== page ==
Katrina and The Flood, We Watched Everything Float Away
Podcast memories of Katrina and the flood, from Louisiana State University’s Oral History Program. This is the second in the Katrina retrospective, using oral histories.
The MP3 audio podcast (playable right in the browser window) contains numerous clips from interviewees.
It was through listening to this podcast that I learned of the Floodwall exhibit and oral history that I wrote about in the previous post.
(Stick through the first minute of audio of the recording—unfortunately, the first 50 seconds of the 27-minute recording is boomy with that icky metallic note of excessive audio compression. It seriously gets much, much better after that. I nearly clicked away a few seconds in, thinking the entire recording would be like the first part, but I was very glad I stuck out the first minute.)
Some highlights from the podcast, with recollections of Katrina:
How memories of Hurricane Betsy (1965) helped one person decide what, exactly, to take to the attic once the flood entered her house.
A New Orleans coroner describes the work of examing all of the bodies of those who died in the floods.
“People had been laying in the water—most of them—for two weeks. And in hot houses, in the attics, on the roofs. You know, the deterioration was tremendous. …I did see one of my dearest friends. I didn’t plan to see him—he just popped up. That was hard.”
Two accounts of professional caregivers—a nurse and a geriatric home attendant—How people who worked in hospital and eldercare managed through the flood and evacuation from the city. These two stories contain people pulling a thousand dollars in cash out of their backpacks, and the miraculous appearance of ice.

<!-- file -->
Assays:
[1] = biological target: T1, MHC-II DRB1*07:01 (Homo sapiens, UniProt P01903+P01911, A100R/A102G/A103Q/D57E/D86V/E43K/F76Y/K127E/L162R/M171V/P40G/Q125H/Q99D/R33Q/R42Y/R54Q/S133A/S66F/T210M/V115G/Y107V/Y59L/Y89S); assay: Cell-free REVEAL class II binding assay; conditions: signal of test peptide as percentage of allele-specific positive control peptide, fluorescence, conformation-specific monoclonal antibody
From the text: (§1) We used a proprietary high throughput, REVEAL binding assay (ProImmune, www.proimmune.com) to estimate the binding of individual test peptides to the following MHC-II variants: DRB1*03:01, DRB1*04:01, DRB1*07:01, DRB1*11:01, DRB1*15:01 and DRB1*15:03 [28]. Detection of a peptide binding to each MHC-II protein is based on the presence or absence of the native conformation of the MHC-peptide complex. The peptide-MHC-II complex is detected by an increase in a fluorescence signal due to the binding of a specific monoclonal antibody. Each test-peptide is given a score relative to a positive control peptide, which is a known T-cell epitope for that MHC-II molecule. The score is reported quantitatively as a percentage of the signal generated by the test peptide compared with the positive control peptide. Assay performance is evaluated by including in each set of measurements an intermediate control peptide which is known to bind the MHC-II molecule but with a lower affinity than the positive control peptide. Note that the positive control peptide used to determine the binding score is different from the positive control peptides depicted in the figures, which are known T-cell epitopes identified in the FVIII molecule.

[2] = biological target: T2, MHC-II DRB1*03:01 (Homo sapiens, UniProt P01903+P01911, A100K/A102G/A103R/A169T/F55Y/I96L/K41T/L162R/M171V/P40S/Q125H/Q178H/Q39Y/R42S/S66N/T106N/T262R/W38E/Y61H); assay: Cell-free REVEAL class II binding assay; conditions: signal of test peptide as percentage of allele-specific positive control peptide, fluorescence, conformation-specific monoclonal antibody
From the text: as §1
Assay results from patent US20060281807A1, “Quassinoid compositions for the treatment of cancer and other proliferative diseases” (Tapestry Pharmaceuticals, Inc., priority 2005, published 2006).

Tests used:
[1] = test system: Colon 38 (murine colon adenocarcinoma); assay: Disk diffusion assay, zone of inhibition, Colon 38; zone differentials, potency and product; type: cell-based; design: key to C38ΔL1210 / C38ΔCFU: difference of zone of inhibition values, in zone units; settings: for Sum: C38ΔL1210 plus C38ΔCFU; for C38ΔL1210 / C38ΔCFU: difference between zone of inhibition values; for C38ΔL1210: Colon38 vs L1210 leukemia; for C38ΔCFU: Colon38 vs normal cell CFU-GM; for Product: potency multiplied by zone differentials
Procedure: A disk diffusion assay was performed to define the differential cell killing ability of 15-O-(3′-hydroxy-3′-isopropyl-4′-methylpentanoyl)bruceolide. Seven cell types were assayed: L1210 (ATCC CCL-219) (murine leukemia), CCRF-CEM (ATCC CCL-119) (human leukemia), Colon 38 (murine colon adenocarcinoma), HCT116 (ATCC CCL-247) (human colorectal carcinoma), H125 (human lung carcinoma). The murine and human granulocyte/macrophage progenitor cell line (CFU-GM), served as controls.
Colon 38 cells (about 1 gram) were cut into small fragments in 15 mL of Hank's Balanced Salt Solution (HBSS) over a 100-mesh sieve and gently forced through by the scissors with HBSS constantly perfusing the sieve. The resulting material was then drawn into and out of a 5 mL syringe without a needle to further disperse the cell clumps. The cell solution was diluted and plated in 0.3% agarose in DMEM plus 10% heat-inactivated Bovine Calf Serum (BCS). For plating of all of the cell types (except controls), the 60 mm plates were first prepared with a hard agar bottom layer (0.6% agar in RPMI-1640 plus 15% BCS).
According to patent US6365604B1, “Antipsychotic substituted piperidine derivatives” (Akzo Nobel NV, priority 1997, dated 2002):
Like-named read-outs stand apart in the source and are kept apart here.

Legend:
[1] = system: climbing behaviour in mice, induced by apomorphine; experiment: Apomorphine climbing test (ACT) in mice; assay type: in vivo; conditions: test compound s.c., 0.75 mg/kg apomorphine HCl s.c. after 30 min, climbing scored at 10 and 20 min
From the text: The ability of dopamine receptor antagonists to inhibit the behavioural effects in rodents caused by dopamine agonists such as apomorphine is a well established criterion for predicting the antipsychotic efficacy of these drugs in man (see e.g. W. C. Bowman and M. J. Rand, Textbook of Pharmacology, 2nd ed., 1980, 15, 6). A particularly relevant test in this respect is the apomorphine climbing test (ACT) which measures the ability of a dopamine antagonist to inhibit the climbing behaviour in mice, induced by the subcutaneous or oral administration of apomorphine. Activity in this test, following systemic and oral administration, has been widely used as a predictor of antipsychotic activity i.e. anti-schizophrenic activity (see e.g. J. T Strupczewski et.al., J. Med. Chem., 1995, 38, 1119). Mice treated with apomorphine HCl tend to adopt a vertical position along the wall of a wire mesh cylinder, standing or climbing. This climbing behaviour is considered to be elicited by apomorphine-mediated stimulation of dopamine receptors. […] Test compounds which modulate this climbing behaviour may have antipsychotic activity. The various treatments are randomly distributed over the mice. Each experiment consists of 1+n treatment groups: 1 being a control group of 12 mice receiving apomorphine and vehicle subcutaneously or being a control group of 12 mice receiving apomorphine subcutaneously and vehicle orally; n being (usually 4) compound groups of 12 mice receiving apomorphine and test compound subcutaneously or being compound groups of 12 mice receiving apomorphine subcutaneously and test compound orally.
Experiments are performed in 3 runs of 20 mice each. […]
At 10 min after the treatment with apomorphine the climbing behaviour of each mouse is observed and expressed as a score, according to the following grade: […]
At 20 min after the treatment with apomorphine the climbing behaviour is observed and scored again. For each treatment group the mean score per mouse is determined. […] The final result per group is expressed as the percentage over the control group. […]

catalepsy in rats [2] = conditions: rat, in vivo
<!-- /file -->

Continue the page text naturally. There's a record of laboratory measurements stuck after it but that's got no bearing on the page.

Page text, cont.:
I never though ice would be such a thrill. But we were so happy to get ice. And they had propane, because we needed propane to run the things for the kitchen, you know. And they showed up with all of that. Don’t ever think that one person can’t make a difference in this world.
With so many people impacted by the storm and so many perspectives on the disaster and its aftermath, Jennifer Abraham, the center’s director, is taking a community-based strategy to create the central point for first-hand accounts of Hurricane Katrina.
Abraham is collaborating with community groups in parishes across Southeast Louisiana to go into the field and collect personal perspectives from those affected by the storm. The arrangement is simple: the T. Harry Williams Center provides training and equipment for interviewers, and in return, receives the stories collected for inclusion in the main project.
“The advantage of collaborating with community groups is they are often driven by their own ideas and their own motivations to document,” said Abraham, “They have a personal stake in documenting the lives of people who were affected, the neighborhoods that were affected, and in not only showing them to Louisianans, but showing them to the world.” [Read More]
Photos from NOAA and US Coast Guard. The Coast Guard did an astonishing job rescuing people. Next time, oral histories of that rescue effort.